Our bodies need various minerals to deliver peak athletic performance, with magnesium a particularly important substance due to the numerous important processes in which it is involved.
In terms of optimal bodily function and maintaining good health, magnesium is a critical co-factor (a substance the acts as a catalyst) in hundreds of enzymatic reactions1 that happen in the body.
In this regard, magnesium contributes to the structural development of bone, supports normal nervous and muscular system function, and is required to synthesise DNA and RNA.
From a performance perspective, magnesium is an important mineral needed for muscle contractions, muscle tissue repair, and maintaining our electrolyte balance, which plays a critical role in proper hydration.
As such, providing your body with adequate magnesium from a supplement like Biogen Cramp Care, Biogen Salt Tablets or Biogen Magnesium Fizzy can help to prevent cramps during physical activity.
For athletes looking to optimise absorption, possibly during training and racing, Biogen Magenesium Glycinate offers a highly absorbable form of magnesium, as it is bound to the chelating amino acid glycine.
Research2 also shows that adequate magnesium levels can help suppress lactate production (a rate-limiting factor for sustained physical efforts), and improves glucose metabolism and availability in the brain during exercise.
Interestingly, research3 suggests that “inadequate magnesium is associated with a need for increased oxygen during exercise”, which would limit performance among endurance athletes.
In the study, those with low muscle magnesium levels were likely to use more energy during moderate activity and tired more rapidly than those with adequate levels. This is largely attributed to the impact that a lack of magnesium has on the optimal energy production.
Additional functions in which magnesium plays a role and can improve performance include:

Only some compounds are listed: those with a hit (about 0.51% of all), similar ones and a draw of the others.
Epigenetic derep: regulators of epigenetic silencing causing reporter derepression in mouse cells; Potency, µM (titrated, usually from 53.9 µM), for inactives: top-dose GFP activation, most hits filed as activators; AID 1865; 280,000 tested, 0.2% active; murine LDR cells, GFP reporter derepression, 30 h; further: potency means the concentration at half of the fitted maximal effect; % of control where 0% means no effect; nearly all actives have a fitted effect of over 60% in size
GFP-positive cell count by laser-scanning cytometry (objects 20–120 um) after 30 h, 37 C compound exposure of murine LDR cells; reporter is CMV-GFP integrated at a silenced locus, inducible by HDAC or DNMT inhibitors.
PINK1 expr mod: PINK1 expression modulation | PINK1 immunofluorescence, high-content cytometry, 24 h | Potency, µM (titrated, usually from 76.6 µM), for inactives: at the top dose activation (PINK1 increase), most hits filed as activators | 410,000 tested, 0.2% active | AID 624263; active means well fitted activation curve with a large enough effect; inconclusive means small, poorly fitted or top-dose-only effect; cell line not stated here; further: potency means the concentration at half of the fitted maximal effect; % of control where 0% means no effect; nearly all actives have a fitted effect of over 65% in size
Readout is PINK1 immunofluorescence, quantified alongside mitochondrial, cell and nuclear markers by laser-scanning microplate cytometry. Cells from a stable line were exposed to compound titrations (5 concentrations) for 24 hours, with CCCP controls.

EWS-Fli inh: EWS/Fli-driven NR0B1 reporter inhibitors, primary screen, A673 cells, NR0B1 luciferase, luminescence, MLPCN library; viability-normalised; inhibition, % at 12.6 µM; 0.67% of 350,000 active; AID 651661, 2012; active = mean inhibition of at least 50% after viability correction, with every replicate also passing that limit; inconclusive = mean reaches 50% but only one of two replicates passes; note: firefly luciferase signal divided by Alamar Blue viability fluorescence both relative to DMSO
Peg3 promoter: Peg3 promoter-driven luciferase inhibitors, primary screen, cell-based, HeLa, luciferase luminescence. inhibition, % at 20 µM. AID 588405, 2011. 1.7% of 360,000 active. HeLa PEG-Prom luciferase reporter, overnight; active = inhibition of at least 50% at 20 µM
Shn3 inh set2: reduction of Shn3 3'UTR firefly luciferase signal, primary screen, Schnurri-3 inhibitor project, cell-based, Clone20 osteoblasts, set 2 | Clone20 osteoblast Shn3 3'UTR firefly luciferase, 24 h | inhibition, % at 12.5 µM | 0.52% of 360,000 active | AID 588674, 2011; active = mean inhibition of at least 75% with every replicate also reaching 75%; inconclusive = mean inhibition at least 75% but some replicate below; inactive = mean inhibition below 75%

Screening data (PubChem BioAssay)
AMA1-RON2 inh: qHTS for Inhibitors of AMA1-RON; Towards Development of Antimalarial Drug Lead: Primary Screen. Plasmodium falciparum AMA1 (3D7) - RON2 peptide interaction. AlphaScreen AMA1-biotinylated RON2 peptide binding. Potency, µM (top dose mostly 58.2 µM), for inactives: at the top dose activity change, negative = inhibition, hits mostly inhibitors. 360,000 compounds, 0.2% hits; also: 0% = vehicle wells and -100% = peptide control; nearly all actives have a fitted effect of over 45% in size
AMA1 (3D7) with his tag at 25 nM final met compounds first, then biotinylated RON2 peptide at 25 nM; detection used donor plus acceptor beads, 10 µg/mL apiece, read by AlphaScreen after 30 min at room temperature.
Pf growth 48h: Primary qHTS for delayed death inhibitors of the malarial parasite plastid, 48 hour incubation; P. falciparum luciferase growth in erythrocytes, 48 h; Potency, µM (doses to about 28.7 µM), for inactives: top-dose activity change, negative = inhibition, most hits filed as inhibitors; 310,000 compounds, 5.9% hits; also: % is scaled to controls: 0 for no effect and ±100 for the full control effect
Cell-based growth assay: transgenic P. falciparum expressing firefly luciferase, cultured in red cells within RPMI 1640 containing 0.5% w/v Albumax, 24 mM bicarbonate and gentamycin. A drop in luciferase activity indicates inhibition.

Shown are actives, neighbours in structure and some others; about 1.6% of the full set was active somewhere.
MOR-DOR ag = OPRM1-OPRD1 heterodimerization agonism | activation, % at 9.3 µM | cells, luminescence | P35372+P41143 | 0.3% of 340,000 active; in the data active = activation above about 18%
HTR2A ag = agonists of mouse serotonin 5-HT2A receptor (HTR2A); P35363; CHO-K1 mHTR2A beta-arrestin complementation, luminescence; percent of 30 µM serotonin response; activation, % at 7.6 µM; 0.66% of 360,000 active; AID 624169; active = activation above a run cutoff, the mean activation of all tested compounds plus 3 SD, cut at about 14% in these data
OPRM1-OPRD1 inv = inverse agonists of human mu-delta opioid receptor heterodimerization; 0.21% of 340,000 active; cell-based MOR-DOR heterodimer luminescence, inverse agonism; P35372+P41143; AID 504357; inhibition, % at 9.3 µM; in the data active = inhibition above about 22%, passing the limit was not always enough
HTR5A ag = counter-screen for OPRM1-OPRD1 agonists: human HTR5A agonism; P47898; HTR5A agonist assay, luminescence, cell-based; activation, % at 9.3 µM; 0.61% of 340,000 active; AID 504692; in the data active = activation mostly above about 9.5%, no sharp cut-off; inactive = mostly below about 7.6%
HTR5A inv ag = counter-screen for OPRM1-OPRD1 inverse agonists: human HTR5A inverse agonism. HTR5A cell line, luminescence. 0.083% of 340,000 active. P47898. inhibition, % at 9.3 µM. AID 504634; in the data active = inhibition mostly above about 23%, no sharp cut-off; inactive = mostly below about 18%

- Energy production
- Anabolic hormone production
- Protein synthesis
- Blood glucose control
- Blood pressure regulation
Magnesium can support your recovery in numerous ways. Firstly, it is involved in your body’s response to oxidative stress. It is part of the process that produces the body’s so-called ‘master antioxidant’, glutathione, which helps to protect the body from the damage caused by free radicals.
And this mineral can help improve sleep quality due to its calming effects on the nervous system, which is an important element in optimal recovery.
A product like Biogen Slow Release Magnesium may support recovery with a slower absorption rate compared to other forms of magnesium due to the use of magnesium sulphate dihydrate, which is commonly used to treat magnesium deficiency.
With regard to testosterone production – a vitally important anabolic hormone linked to performance and recovery – a 2014 study4 that summarised data from observational and intervention studies about the role of magnesium in testosterone bioactivity found that men with impaired magnesium status and testosterone (T) deficiency “could benefit from magnesium and/or T treatment targeting physical performance”.
In this regard, a product like Biogen ZMA Power Plus may contribute to the maintenance of normal testosterone levels with its blend of zinc, magnesium aspartate and vitamin B6. This specific formulation may help to treat deficiencies in zinc and magnesium that can occur in athletes who train intensely, which may reduce testosterone levels and potentially compromise performance and recovery, and possibly lead to cramps and fatigue.
Sufficient magnesium is important, particularly for athletes who engage in high-impact activities, because it plays a role in calcium and potassium absorption.
These minerals are also vital to ensure our physiology functions optimally because these minerals are required for nerve impulse conduction, muscle contractions, and normal heart rhythm.
For this reason, magnesium is typically included in efficacious supplements like Biogen Calmag Max (along with added vitamin D) to maximise absorption.
- Magnesium Fact Sheet for Health Professionals. National Institute of Health: Office of Dietary Supplements. https://ods.od.nih.gov/factsheets/Magnesium-HealthProfessional/#:~:text=Magnesium%20is%20a%20cofactor%20in,%2C%20oxidative%20phosphorylation%2C%20and%20glycolysis.
- The effect of magnesium supplementation on lactate levels of sportsmen and sedanter. Acta Physiol Hung. 2006 Jun;93(2-3):137-44. doi: 10.1556/APhysiol.93.2006.2-3.4.
- USDA / Agricultural Research Service. “Lack Energy? Maybe It’s Your Magnesium Level.” ScienceDaily. ScienceDaily, 10 May 2004.
- The Interplay between Magnesium and Testosterone in Modulating Physical Function in Men. Int J Endocrinol. 2014; 2014: 525249. Published online 2014 Mar 3. doi: 10.1155/2014/525249